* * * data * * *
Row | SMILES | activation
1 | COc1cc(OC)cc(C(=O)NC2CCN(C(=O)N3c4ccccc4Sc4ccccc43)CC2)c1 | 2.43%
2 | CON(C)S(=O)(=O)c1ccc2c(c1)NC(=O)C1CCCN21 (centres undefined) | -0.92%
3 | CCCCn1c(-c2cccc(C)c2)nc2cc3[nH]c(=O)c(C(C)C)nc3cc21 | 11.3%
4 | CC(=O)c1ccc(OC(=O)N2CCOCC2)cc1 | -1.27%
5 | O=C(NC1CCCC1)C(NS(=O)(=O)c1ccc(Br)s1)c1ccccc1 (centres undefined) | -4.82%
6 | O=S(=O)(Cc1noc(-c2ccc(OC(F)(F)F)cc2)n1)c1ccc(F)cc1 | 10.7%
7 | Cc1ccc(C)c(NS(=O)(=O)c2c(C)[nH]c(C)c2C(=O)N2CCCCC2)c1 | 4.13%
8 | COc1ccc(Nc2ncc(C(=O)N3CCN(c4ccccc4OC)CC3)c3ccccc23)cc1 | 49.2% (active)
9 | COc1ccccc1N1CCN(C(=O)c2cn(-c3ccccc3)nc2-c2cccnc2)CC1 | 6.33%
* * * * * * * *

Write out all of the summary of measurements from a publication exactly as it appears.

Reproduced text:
Row | SMILES | activation
1 | COc1cc(OC)cc(C(=O)NC2CCN(C(=O)N3c4ccccc4Sc4ccccc43)CC2)c1 | 2.43%
2 | CON(C)S(=O)(=O)c1ccc2c(c1)NC(=O)C1CCCN21 (centres undefined) | -0.92%
3 | CCCCn1c(-c2cccc(C)c2)nc2cc3[nH]c(=O)c(C(C)C)nc3cc21 | 11.3%
4 | CC(=O)c1ccc(OC(=O)N2CCOCC2)cc1 | -1.27%
5 | O=C(NC1CCCC1)C(NS(=O)(=O)c1ccc(Br)s1)c1ccccc1 (centres undefined) | -4.82%
6 | O=S(=O)(Cc1noc(-c2ccc(OC(F)(F)F)cc2)n1)c1ccc(F)cc1 | 10.7%
7 | Cc1ccc(C)c(NS(=O)(=O)c2c(C)[nH]c(C)c2C(=O)N2CCCCC2)c1 | 4.13%
8 | COc1ccc(Nc2ncc(C(=O)N3CCN(c4ccccc4OC)CC3)c3ccccc23)cc1 | 49.2% (active)
9 | COc1ccccc1N1CCN(C(=O)c2cn(-c3ccccc3)nc2-c2cccnc2)CC1 | 6.33%